[ 447 Pa. Page 518]

    may rest on the presumption that he who had a lawyer at the trial had one who could protect his rights on appeal." At page 424.

According to the Commonwealth's argument, since there had been no objection to the charge to the jury, the stenographer's failure to transcribe the charge which he had recorded was probably, in the words of the post-conviction hearing judge, "for good reason." Presumably, according to the Commonwealth, appellant's retained attorney simply believed that transcription of the proceedings was unnecessary when there were no objections to the charge.

However, we do not believe that the Commonwealth has any right to rely on a presumption that appellant's lawyer protected appellant's rights on appeal. For one thing, the finding that appellant's Douglas rights were violated means that his attorney did not effectively protect his appellate rights. Moreover, one of the principal arguments appellant raises on appeal is that he was denied the effective assistance of counsel. As evidence of this alleged ineffectiveness, appellant emphasizes: (1) that his counsel acquiesced in the consolidation for trial of charges connected with eight separate robberies without making a motion for severance to prevent the facts of the separate robberies from becoming indistinguishable; (2) that the jury was permitted to hear appellant's guilty plea to one of the robberies, including an eyewitness description of the holdup that was quite similar to the testimony of a preceding witness describing a different robbery, without objection or a request for instructions as to the effect the plea of guilty to the one robbery should have on their deliberations concerning the other robberies; (3) that counsel acquiesced in permitting the testimony of three police officers, all of whom were only connected with the crime to which appellant pleaded guilty; and (4) that appellant's counsel made no move to sequester the witnesses to the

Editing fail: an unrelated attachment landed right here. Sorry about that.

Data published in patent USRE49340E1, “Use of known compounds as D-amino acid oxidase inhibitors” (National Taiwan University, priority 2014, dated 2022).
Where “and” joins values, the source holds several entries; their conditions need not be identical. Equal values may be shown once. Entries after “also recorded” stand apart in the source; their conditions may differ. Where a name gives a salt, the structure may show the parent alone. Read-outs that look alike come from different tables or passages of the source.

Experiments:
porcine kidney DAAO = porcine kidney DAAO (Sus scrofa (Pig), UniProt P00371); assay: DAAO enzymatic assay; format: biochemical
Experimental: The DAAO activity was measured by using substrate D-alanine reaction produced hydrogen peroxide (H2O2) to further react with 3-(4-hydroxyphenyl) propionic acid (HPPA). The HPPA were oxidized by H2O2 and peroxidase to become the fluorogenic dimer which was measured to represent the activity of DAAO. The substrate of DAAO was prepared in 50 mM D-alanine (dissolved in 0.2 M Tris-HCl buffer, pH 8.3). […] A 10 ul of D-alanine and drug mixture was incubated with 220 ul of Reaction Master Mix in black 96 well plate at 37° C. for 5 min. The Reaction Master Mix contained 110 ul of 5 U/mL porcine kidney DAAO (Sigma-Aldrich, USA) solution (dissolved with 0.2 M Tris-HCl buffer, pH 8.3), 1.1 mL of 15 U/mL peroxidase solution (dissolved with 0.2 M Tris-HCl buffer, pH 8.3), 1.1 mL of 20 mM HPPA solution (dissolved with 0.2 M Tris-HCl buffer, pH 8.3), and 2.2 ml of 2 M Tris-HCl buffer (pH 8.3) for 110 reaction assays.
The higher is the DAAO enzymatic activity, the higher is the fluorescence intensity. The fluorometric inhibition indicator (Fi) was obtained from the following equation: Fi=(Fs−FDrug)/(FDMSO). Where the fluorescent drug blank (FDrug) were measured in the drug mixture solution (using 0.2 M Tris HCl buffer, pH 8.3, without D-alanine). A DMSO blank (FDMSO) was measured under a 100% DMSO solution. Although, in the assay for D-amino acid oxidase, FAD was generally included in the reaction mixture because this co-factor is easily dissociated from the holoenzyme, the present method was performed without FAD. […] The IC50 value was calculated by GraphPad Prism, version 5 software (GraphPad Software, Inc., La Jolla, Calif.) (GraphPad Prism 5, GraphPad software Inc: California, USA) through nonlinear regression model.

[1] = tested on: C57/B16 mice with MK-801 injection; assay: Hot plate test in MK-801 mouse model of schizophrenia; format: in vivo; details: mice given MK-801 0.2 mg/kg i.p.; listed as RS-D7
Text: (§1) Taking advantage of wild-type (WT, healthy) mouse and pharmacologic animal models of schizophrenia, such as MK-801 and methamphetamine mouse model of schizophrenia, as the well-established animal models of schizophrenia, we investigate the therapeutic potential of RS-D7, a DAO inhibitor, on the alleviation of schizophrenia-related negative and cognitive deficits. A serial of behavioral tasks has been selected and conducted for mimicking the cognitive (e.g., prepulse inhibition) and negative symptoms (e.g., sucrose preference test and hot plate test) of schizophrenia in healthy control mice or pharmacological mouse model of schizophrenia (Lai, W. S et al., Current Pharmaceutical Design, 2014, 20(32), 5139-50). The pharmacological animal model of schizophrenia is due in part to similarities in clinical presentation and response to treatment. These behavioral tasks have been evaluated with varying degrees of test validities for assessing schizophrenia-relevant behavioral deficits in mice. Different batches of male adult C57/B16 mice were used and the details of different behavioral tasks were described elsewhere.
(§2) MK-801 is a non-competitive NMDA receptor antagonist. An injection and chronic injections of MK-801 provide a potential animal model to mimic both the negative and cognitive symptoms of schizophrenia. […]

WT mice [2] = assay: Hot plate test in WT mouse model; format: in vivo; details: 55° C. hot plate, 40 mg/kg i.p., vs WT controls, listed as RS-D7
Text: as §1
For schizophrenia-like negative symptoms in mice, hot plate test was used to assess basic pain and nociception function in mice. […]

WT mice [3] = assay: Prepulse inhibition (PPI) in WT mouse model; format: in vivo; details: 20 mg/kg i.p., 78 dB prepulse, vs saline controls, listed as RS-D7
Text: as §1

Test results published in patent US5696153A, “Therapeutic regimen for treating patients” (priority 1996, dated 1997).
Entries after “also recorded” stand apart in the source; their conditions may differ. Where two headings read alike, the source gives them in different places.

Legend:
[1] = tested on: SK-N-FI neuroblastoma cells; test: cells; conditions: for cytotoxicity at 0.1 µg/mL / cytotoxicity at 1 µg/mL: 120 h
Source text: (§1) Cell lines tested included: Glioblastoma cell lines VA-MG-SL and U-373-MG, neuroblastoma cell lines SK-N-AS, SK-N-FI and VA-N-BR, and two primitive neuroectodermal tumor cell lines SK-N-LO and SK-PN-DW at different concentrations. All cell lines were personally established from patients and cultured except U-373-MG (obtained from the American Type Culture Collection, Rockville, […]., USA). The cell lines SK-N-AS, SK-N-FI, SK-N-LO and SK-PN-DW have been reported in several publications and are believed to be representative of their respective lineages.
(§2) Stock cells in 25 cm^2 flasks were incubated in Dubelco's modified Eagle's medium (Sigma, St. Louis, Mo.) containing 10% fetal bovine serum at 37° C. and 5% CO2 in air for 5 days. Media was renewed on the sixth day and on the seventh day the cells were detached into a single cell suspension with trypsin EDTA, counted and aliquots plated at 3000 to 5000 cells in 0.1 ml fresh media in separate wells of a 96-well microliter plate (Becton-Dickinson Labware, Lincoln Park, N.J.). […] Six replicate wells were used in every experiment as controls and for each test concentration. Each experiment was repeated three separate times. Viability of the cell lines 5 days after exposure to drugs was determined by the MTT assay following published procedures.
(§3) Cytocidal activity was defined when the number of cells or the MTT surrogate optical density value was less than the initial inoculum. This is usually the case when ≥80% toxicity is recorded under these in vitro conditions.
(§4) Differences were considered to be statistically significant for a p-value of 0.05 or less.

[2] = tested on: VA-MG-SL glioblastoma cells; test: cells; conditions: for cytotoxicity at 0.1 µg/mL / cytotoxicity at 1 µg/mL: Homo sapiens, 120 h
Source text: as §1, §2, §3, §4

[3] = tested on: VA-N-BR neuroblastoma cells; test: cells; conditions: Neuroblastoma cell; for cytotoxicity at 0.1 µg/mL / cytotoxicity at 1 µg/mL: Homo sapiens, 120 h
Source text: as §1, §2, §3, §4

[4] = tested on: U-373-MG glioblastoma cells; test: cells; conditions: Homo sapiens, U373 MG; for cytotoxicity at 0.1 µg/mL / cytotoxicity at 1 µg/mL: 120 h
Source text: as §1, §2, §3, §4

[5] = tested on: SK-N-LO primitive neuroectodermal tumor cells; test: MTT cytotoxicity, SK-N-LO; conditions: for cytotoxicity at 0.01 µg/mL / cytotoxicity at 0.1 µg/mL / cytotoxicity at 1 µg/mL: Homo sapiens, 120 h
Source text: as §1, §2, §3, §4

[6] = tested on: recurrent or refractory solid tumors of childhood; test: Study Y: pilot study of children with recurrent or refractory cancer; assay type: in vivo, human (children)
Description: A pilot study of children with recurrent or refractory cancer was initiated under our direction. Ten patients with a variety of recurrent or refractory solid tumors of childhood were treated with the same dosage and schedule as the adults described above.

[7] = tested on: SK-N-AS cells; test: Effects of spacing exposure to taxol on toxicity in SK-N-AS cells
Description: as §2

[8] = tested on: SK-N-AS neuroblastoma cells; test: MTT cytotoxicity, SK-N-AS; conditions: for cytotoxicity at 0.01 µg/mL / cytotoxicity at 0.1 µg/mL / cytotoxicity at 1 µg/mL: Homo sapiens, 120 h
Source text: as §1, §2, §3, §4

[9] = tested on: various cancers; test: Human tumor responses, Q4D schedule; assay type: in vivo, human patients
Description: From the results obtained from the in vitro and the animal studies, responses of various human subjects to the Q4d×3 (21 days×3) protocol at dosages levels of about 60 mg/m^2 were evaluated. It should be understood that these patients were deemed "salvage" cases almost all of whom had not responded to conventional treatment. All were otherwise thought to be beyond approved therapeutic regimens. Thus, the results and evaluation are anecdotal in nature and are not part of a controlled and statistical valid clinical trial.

[ 447 Pa. Page 519]

    different robberies to prevent them from being affected by each other's testimony.

While all of these facts may not necessarily render the assistance of appellant's counsel ineffective as a matter of law, they do indicate that the Commonwealth has no right to rely on a presumption that appellant's counsel's failure to object meant that the court's charge adequately protected appellant from possible unfairness as a result of the consolidation.

Without a transcript of the charge, there is no way to insure appellate review of the competency of appellant's counsel in failing to object to it.

It must also be noted that the trial court was not free from fault in the court reporter's failure to transcribe the charge. At the conclusion of trial, appellant's counsel sought to file a motion for a new trial. The following colloquy took place: "Mr. Clarke: I would like to have an opportunity to file a motion for a new trial. The Court: Argue it now. Mr. Clarke: I am not prepared to argue it now. The Court: There is no basis for a new trial. There are no exceptions to the charge. Mr. Clarke: I don't think I can do justice to the defendant in arguing it now. I would like to look at the notes and consider it myself. The Court: In my judgment there is no necessity of that kind and the ends of justice does (sic) not require it. In the exercise of my judgment I will overrule the motion. Anything to say before sentence is passed? Mr. Clarke: The defendant is a young man 23 years of age and this is the first time he has been involved in any trouble before. The Court: He is in trouble now."